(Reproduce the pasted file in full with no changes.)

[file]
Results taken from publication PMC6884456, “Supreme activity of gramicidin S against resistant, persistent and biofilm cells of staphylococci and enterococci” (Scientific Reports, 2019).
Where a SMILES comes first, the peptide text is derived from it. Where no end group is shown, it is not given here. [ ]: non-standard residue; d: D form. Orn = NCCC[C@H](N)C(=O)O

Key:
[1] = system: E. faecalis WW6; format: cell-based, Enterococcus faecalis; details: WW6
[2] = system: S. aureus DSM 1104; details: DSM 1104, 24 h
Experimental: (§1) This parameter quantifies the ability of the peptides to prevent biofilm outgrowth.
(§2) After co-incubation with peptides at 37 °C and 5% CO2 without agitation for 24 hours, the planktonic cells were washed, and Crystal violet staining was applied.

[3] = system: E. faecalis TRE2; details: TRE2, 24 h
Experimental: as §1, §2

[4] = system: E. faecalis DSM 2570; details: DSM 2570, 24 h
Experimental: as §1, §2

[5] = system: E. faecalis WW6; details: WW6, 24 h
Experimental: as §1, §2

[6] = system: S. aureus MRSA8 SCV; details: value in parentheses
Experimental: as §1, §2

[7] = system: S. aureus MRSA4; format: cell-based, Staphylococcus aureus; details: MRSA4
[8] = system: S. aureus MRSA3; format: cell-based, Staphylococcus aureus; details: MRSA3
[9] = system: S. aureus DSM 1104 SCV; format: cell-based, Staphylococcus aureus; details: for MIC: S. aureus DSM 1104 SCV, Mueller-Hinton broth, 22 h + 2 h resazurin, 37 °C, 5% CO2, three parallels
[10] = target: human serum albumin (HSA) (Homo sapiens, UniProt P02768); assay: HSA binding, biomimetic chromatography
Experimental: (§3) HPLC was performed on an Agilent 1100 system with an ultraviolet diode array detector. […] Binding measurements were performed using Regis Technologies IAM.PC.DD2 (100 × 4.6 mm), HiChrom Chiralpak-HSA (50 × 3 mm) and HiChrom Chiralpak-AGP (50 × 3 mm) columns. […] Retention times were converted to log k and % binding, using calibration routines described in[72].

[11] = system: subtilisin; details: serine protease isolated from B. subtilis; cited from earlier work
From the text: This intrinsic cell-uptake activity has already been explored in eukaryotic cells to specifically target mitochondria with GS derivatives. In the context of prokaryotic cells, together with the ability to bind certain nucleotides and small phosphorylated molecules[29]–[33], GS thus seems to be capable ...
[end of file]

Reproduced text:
Results taken from publication PMC6884456, “Supreme activity of gramicidin S against resistant, persistent and biofilm cells of staphylococci and enterococci” (Scientific Reports, 2019).
Where a SMILES comes first, the peptide text is derived from it. Where no end group is shown, it is not given here. [ ]: non-standard residue; d: D form. Orn = NCCC[C@H](N)C(=O)O

Key:
[1] = system: E. faecalis WW6; format: cell-based, Enterococcus faecalis; details: WW6
[2] = system: S. aureus DSM 1104; details: DSM 1104, 24 h
Experimental: (§1) This parameter quantifies the ability of the peptides to prevent biofilm outgrowth.
(§2) After co-incubation with peptides at 37 °C and 5% CO2 without agitation for 24 hours, the planktonic cells were washed, and Crystal violet staining was applied.

[3] = system: E. faecalis TRE2; details: TRE2, 24 h
Experimental: as §1, §2

[4] = system: E. faecalis DSM 2570; details: DSM 2570, 24 h
Experimental: as §1, §2

[5] = system: E. faecalis WW6; details: WW6, 24 h
Experimental: as §1, §2

[6] = system: S. aureus MRSA8 SCV; details: value in parentheses
Experimental: as §1, §2

[7] = system: S. aureus MRSA4; format: cell-based, Staphylococcus aureus; details: MRSA4
[8] = system: S. aureus MRSA3; format: cell-based, Staphylococcus aureus; details: MRSA3
[9] = system: S. aureus DSM 1104 SCV; format: cell-based, Staphylococcus aureus; details: for MIC: S. aureus DSM 1104 SCV, Mueller-Hinton broth, 22 h + 2 h resazurin, 37 °C, 5% CO2, three parallels
[10] = target: human serum albumin (HSA) (Homo sapiens, UniProt P02768); assay: HSA binding, biomimetic chromatography
Experimental: (§3) HPLC was performed on an Agilent 1100 system with an ultraviolet diode array detector. […] Binding measurements were performed using Regis Technologies IAM.PC.DD2 (100 × 4.6 mm), HiChrom Chiralpak-HSA (50 × 3 mm) and HiChrom Chiralpak-AGP (50 × 3 mm) columns. […] Retention times were converted to log k and % binding, using calibration routines described in[72].

[11] = system: subtilisin; details: serine protease isolated from B. subtilis; cited from earlier work
From the text: This intrinsic cell-uptake activity has already been explored in eukaryotic cells to specifically target mitochondria with GS derivatives. In the context of prokaryotic cells, together with the ability to bind certain nucleotides and small phosphorylated molecules[29]–[33], GS thus seems to be capable ...